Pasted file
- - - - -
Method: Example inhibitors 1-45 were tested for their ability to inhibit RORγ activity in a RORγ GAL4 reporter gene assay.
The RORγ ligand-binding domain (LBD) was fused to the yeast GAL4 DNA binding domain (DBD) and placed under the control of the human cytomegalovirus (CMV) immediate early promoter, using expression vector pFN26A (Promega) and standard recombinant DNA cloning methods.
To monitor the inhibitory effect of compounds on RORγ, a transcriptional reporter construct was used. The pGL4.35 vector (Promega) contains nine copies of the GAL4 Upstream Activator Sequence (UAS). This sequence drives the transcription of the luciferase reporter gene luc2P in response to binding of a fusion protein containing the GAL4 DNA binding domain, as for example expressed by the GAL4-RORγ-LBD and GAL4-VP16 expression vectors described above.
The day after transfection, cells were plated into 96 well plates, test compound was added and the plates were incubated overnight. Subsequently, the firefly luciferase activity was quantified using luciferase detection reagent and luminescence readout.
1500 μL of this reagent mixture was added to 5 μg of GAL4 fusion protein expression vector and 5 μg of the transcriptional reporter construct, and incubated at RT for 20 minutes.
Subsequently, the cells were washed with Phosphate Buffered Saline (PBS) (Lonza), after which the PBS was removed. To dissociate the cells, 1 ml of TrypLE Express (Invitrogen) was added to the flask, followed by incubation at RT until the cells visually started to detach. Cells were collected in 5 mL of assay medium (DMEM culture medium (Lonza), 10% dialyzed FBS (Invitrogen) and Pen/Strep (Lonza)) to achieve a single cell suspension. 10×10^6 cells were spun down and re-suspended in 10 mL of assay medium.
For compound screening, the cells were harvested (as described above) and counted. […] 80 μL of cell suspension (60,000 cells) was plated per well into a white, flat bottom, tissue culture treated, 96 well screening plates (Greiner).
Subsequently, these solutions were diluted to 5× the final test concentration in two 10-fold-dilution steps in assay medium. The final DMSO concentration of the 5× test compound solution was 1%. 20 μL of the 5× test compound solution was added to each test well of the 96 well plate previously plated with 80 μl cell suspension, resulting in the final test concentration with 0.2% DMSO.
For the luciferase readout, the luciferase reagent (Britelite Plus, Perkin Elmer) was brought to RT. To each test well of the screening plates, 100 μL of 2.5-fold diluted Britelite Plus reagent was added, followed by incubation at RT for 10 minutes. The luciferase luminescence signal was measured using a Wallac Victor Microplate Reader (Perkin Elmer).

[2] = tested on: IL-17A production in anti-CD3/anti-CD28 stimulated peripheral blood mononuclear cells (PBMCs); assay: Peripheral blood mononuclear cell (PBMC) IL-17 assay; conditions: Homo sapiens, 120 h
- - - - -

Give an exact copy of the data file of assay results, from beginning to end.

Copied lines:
Method: Example inhibitors 1-45 were tested for their ability to inhibit RORγ activity in a RORγ GAL4 reporter gene assay.
The RORγ ligand-binding domain (LBD) was fused to the yeast GAL4 DNA binding domain (DBD) and placed under the control of the human cytomegalovirus (CMV) immediate early promoter, using expression vector pFN26A (Promega) and standard recombinant DNA cloning methods.
To monitor the inhibitory effect of compounds on RORγ, a transcriptional reporter construct was used. The pGL4.35 vector (Promega) contains nine copies of the GAL4 Upstream Activator Sequence (UAS). This sequence drives the transcription of the luciferase reporter gene luc2P in response to binding of a fusion protein containing the GAL4 DNA binding domain, as for example expressed by the GAL4-RORγ-LBD and GAL4-VP16 expression vectors described above.
The day after transfection, cells were plated into 96 well plates, test compound was added and the plates were incubated overnight. Subsequently, the firefly luciferase activity was quantified using luciferase detection reagent and luminescence readout.
1500 μL of this reagent mixture was added to 5 μg of GAL4 fusion protein expression vector and 5 μg of the transcriptional reporter construct, and incubated at RT for 20 minutes.
Subsequently, the cells were washed with Phosphate Buffered Saline (PBS) (Lonza), after which the PBS was removed. To dissociate the cells, 1 ml of TrypLE Express (Invitrogen) was added to the flask, followed by incubation at RT until the cells visually started to detach. Cells were collected in 5 mL of assay medium (DMEM culture medium (Lonza), 10% dialyzed FBS (Invitrogen) and Pen/Strep (Lonza)) to achieve a single cell suspension. 10×10^6 cells were spun down and re-suspended in 10 mL of assay medium.
For compound screening, the cells were harvested (as described above) and counted. […] 80 μL of cell suspension (60,000 cells) was plated per well into a white, flat bottom, tissue culture treated, 96 well screening plates (Greiner).
Subsequently, these solutions were diluted to 5× the final test concentration in two 10-fold-dilution steps in assay medium. The final DMSO concentration of the 5× test compound solution was 1%. 20 μL of the 5× test compound solution was added to each test well of the 96 well plate previously plated with 80 μl cell suspension, resulting in the final test concentration with 0.2% DMSO.
For the luciferase readout, the luciferase reagent (Britelite Plus, Perkin Elmer) was brought to RT. To each test well of the screening plates, 100 μL of 2.5-fold diluted Britelite Plus reagent was added, followed by incubation at RT for 10 minutes. The luciferase luminescence signal was measured using a Wallac Victor Microplate Reader (Perkin Elmer).

[2] = tested on: IL-17A production in anti-CD3/anti-CD28 stimulated peripheral blood mononuclear cells (PBMCs); assay: Peripheral blood mononuclear cell (PBMC) IL-17 assay; conditions: Homo sapiens, 120 h